Finding a device or app that isn’t a web browser doesn’t seem easy. These days, it is either connected to the web (looking at you ESP32) or is just a web browser pretending to be something else (a la electron, PWAs, or React Native). So, of course, it is on us to create more and more exciting things to browse. [Connor Clark] is one of those people, and he brought Zelda Classic to the browser.
Zelda Classic (ZC) isn’t an official Zelda game. Instead, it’s an old engine designed to run the world in the OG Legend of Zelda and be easily modified to support hundreds of different games. To date, there are over 600 games submitted by a large community. ZC is an Allegro-based Windows-only game, so the first step was to bust out Emscripten to start tweaking the C++ code to support a web environment. Rather than completely port the huge codebase over from Allegro, [Connor] made the jump from Allegro 4 to 5. Allegro 5 has SDL as a backend and adds support for Emscripten.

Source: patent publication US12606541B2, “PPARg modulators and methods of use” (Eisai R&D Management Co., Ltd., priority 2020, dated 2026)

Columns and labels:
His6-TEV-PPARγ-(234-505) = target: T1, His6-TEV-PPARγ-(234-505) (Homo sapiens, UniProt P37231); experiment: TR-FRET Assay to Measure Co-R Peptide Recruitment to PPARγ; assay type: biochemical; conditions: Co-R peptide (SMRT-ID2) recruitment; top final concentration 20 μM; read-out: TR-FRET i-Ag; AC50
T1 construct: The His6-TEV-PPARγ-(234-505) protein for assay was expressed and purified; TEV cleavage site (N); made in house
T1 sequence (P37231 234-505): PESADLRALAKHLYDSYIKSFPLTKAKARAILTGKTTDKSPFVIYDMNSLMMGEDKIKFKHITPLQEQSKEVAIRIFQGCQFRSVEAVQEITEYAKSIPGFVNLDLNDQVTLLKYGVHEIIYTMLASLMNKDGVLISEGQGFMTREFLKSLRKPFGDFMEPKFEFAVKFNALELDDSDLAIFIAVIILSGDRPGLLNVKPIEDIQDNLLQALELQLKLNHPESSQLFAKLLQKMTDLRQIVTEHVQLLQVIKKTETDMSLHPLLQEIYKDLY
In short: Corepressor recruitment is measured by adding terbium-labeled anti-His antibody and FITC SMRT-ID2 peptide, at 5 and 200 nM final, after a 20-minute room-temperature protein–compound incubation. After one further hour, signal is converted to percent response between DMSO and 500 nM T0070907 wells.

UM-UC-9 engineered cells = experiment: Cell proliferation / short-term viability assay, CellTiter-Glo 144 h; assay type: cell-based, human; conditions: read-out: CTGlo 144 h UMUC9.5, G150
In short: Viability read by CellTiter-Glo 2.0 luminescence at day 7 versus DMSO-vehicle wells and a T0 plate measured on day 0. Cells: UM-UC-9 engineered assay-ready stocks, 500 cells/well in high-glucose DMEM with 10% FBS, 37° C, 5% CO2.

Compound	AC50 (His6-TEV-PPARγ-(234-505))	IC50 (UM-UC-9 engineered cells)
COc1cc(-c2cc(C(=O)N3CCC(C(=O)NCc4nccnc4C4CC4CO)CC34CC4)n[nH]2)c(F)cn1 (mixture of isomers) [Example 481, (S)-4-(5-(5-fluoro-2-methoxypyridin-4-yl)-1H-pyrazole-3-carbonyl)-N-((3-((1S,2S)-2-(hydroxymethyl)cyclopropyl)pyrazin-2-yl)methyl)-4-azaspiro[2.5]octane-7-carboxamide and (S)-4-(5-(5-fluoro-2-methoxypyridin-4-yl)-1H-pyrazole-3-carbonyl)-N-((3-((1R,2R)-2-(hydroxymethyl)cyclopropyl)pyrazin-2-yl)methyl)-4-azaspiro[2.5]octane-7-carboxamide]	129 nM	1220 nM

Unfortunately, the 4 to 5 wasn’t as simple as changing the dependency. The API was wholly re-written, and there is a handy adapter known as Allegro Legacy to help transition a project from one to another. After squashing a multitude of bugs, it was a relatively painless procedure. After a quick detour getting music and level data working, [Connor] faced his next challenge: multi-threading. Efforts to move the main loop off of the browser thread and into a web worker ran into issues with having to yield in loops, deadlocks, and recursive mutexes. Finally, he added music and gamepad support after fixing several bugs in SDL and Allegro.
It’s an incredible journey with many tips and tricks for debugging seemingly intractable bugs. The code is up on GitHub, or jump in and start playing if you’re interested. Why not check out this browser-based OpenSCAD as well?